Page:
Results tagged ‘ Bob Sheppard ’

Yankees to pay tribute to Steinbrenner, Sheppard Friday

The Yankees will pay tribute to the late George M. Steinbrenner III and Bob Sheppard prior to Friday night’s game against the Rays, the team announced Thursday.
The pregame ceremony will include a video tribute to Steinbrenner, who passed away at age 80 on Tuesday morning, as well as moments of silence for The Boss and Sheppard. Additional ceremonies will also take place during Old-Timers’ Day on Saturday.
During Friday’s ceremony, a wreath will be placed in front of Steinbrenner’s statue in the Gate 2 Executive Lobby of Yankee Stadium, and another will be placed in front of Sheppard’s plaque in Monument Park. United States Army Sergeant First Class Mary Kay Messenger will sing the National Anthem, and the West Point Color Guard will present the colors.
The game starts at 7:05 p.m. ET, but the team encourages fans to be at their seats by 6:45.

Yankees to wear commemorative patches to honor George M. Steinbrenner and Bob Sheppard

The Yankees will wear uniform patches to honor the lives of George M. Steinbrenner and Bob Sheppard for the remainder of the 2010 season, beginning with Friday’s game vs. Tampa Bay at Yankee Stadium.

The Steinbrenner commemorative patch will be worn above the interlocking NY on the left breast of the Yankees’ home jerseys, and above the letters ‘YORK’ on the left breast of the Yankees’ road uniforms. Both locations are over the heart.
The Sheppard commemorative patch will be worn on the left sleeve of the Yankees’ home and road jerseys. At tonight’s Major League Baseball All-Star Game in Anaheim, all Yankees uniforms were affixed with black armbands on their left sleeves in honor of Steinbrenner’s passing.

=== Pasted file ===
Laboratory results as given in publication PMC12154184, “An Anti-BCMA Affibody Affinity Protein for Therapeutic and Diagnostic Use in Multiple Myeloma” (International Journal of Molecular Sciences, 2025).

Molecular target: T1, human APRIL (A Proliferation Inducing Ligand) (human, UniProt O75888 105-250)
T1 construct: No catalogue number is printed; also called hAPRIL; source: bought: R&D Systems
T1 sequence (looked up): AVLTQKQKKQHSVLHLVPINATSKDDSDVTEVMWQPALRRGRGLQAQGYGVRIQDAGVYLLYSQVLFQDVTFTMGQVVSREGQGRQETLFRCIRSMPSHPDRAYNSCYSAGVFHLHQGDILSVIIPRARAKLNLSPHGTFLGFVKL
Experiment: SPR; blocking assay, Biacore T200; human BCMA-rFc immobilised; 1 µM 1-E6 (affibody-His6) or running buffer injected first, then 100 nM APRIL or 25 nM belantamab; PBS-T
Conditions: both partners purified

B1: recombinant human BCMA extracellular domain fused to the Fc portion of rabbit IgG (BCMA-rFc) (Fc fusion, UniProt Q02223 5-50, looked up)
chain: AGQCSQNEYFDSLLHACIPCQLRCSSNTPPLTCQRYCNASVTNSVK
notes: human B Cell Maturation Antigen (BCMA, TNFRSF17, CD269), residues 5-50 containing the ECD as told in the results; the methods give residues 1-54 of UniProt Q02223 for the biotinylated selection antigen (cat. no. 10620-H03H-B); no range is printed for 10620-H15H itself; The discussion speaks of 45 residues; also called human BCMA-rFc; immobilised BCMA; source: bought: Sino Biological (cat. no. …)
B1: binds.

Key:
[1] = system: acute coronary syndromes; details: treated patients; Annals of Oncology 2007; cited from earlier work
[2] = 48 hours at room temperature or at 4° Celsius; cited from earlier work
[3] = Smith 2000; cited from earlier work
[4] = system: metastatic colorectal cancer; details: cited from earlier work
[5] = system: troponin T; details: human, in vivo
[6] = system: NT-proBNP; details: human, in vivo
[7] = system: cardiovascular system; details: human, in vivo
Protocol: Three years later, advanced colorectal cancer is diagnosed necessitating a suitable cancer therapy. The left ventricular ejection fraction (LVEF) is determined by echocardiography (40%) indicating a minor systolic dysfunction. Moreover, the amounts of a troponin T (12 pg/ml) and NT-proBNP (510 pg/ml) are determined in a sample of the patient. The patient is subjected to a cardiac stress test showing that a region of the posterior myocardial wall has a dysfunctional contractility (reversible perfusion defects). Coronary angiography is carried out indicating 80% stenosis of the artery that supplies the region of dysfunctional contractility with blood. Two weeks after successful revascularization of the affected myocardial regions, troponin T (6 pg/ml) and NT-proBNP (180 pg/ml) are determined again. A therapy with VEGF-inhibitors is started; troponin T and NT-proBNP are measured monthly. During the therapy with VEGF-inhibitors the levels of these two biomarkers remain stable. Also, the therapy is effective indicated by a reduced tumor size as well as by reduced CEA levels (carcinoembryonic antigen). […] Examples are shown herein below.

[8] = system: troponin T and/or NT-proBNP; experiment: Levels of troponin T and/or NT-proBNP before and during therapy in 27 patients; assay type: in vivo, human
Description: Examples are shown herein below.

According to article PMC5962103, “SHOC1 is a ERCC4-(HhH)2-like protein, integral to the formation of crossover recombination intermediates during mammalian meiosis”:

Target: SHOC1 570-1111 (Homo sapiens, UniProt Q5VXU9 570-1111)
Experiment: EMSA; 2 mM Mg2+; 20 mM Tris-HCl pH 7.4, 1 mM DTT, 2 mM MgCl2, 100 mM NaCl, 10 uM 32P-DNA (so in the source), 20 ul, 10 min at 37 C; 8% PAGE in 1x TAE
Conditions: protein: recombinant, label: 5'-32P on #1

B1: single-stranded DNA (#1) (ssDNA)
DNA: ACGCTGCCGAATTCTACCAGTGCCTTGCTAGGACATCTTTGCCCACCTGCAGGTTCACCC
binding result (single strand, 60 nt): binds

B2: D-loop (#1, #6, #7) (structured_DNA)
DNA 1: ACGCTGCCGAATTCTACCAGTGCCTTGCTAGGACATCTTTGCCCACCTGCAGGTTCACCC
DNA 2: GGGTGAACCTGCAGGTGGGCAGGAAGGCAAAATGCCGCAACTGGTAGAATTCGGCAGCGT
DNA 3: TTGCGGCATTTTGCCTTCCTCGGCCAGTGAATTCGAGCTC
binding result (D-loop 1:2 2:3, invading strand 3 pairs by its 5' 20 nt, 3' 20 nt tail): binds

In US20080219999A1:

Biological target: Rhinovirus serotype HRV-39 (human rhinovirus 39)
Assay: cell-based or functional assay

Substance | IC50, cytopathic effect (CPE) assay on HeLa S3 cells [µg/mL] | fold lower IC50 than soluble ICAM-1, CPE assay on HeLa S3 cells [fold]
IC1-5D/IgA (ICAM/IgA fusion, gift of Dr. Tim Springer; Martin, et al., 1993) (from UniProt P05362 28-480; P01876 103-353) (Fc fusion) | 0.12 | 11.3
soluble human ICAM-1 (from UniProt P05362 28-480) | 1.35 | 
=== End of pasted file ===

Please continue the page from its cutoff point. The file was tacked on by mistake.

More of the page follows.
GMS Memorial Patch.jpgSheppard Memorial Patch.jpg

Giving thanks for Bob Sheppard

I was sitting at a picnic table near Pensacola, Florida, of all places, when Bob Sheppard’s unmistakable voice came through my cell phone: “Good morning, Bryan. I heard you wanted to speak with me.”
It was the day before Thanksgiving last year, and I had been assigned to get in touch with Sheppard and ask for his thoughts and reflections on the holiday – in a sense, giving thanks for his 99 years. It was an interesting assignment, and when I found out that Sheppard was willing to offer me a few minutes, I was very excited about the interview.
We rescheduled it once that morning, as Sheppard’s wife, Mary, told me that he was about to have his breakfast. I certainly wouldn’t have wanted to get in the way of that, so we pushed our chat back an hour, which is why I was at that picnic table near my brother’s house when the phone rang again.